G7 met in Elmau, Germany, on 26-28 June 2022. The communiqué issued following the meeting stressed G7’s condemnation of Russia’s war of aggression against Ukraine and reiterated that G7 will stand with Ukraine for as long as it takes.
The communiqué expressed concern about the situation in the East and South China Seas and strong opposition to any unilateral attempts to change the status quo by force or coercion that increased tensions. It said there is no legal basis for China’s expansive maritime claims in the South China Sea. It underscored the importance of peace and stability across the Taiwan Strait and encouraged a peaceful resolution of cross-Strait issues.
With the war in Ukraine, the “emerging world order” has once again become a current topic even though the use of the word “order” in the global context does not correspond to its Merriam-Webster definition which is “the state of peace, freedom from confused or unruly behavior, and respect for law or proper authority”.
On June 15, the New York Times reported that heat waves are becoming more frequent, hotter, and longer-lasting than in previous decades, according to scientists. The US National Climate Assessment noted in 2018 that the frequency of heat waves had jumped from an average of two per year in the 1960s to six per year by the 2010s. The heat-wave season in the United States has stretched to 45 days longer than it was in the 1960s, according to the report. Carbon dioxide and other greenhouse gas concentrations are increasing, temperatures are warming, sea levels are rising, and ice extent and glacier mass are decreasing.[i]
On his first trip to Europe, in June 2021, President Biden arrived at Brussels having mustered the support of the G7 on Russia and China. His principal task at the NATO summit was to put the four troubling years with President Trump behind and rally NATO’s support in the strategic competition with Russia and China.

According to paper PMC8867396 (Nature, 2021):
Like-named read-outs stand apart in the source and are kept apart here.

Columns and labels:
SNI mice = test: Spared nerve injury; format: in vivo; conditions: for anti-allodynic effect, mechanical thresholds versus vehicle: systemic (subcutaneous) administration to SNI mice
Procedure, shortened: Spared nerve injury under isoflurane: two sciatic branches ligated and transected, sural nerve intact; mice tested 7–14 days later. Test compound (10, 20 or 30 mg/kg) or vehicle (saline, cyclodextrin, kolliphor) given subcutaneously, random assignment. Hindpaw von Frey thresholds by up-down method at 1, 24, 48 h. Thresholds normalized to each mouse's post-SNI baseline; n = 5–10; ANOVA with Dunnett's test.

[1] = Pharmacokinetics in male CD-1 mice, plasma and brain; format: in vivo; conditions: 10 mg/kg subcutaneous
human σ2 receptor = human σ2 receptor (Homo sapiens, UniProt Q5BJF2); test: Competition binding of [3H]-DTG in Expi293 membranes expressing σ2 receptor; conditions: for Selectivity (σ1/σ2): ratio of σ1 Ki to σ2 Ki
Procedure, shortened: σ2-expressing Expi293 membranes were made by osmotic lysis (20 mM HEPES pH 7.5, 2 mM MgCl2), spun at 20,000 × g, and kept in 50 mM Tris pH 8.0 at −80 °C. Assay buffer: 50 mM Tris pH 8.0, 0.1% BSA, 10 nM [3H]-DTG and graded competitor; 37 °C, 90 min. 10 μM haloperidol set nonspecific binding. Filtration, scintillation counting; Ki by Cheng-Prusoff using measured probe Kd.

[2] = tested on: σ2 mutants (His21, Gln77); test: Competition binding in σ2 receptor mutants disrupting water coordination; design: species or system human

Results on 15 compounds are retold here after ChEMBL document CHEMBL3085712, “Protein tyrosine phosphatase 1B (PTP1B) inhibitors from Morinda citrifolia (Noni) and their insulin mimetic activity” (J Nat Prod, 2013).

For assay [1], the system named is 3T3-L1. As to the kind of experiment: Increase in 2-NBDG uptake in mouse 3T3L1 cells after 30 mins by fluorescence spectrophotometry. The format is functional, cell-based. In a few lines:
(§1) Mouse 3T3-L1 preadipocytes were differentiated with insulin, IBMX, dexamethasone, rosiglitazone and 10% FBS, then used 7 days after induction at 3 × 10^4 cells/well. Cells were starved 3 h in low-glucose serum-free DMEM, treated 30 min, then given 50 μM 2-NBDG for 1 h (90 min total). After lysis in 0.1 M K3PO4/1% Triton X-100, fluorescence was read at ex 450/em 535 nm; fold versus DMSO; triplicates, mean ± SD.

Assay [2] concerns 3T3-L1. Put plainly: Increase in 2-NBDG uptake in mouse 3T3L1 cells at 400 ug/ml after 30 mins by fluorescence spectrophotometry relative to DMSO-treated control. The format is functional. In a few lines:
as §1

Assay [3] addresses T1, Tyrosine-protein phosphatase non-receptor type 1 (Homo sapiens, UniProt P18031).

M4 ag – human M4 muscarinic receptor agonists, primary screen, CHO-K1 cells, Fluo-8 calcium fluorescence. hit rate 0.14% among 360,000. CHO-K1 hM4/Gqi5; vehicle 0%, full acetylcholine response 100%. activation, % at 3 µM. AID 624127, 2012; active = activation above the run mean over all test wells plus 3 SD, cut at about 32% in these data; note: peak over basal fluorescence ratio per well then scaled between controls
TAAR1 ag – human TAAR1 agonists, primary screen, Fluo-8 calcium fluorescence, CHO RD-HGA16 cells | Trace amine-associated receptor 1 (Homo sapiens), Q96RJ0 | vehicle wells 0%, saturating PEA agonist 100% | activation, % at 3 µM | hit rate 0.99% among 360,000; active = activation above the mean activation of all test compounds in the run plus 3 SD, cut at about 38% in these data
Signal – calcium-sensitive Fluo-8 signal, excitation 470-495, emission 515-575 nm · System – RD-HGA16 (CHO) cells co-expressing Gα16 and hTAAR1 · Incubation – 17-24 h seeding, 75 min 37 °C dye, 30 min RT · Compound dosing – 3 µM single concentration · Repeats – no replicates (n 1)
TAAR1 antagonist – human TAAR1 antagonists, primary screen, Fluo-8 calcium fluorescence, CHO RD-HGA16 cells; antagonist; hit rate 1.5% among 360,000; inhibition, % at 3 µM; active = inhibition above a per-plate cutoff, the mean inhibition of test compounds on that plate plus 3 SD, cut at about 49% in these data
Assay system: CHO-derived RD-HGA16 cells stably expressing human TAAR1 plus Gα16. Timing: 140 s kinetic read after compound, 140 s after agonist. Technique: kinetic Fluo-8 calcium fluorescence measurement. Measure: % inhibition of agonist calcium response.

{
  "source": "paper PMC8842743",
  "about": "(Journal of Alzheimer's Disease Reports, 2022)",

Last week, the Turkish government sent a letter to the United Nations formally requesting that henceforth it be referred to as “Türkiye” which was immediately agreed upon. The move was seen as part of a push by Ankara to dissociate its name from the bird, turkey, and some negative connotations that are associated with it. The Turkish word for Egypt is “Mısır”. The word also means corn. Yet, never in my life, not even once, have I thought of corn, popcorn, or genetically modified corn when I heard the word Mısır. For me, regardless of being called Turkey or Türkiye, my country will always be Atatürk’s Republic.
On May 19, in a government statement in the German Bundestag, Chancellor Scholz said, “We all share the same goal: Russia must not win this war. Ukraine must survive.” Putin first has to realize that he cannot break Ukraine’s defense before he would be willing to negotiate seriously about peace, he continued. “Emmanuel Macron is right to point out that the entry process is not a question of a few months or even years,” the Federal Chancellor added.
On March 26, in Poland, President Biden referring to President Putin said, “For God’s sake, this man cannot remain in power.” Administration officials immediately scrambled to clarify that what he meant was not regime change. “That’s not for Biden to decide,” Kremlin spokesman Dmitry Peskov told Reuters. “The president of Russia is elected by Russians.” Two days later, Mr. Biden said that his comment was an expression of his outrage and not a change in American policy.
A country’s foreign policy is shaped by its identity, sense of belonging, world outlook, and geographic location. This last one is a constant; the others are subject to evolution, change, and definition/redefinition within the limits of reason. In today’s polarized Turkey, we do not have a consensus on any of the first three and the last one happens to be a double-edged sword. In countries enjoying such consensus, the task of governments is to merge these with national power into policies designed to maximize national interest. This requires realism, calm, poise, prudence, consistency, and determination.
Last week, the US House of Representatives approved 40 billion dollars in additional aid for Ukraine by a vote of 368-57. The package of military, economic and humanitarian support was 7 billion dollars more than the 33 billion President Biden had requested. The package is expected to pass the Senate this week.
9/11 Led to an outburst of international sympathy and support for the US. President George W. Bush vowed vengeance and ordered the invasion of Afghanistan, where al-Qaeda’s leadership was based. Russian President Putin was the first foreign leader to call US President Bush and in a statement of support he said: “In the name of Russia, I want to say to the American people – we are with you.” He coordinated with central Asian countries to allow US forces, for the first time, to use military bases of the former Soviet Union.
Soon after, unfortunately, came the US-led invasion of Iraq under false premises, followed later by the Arab spring interventions.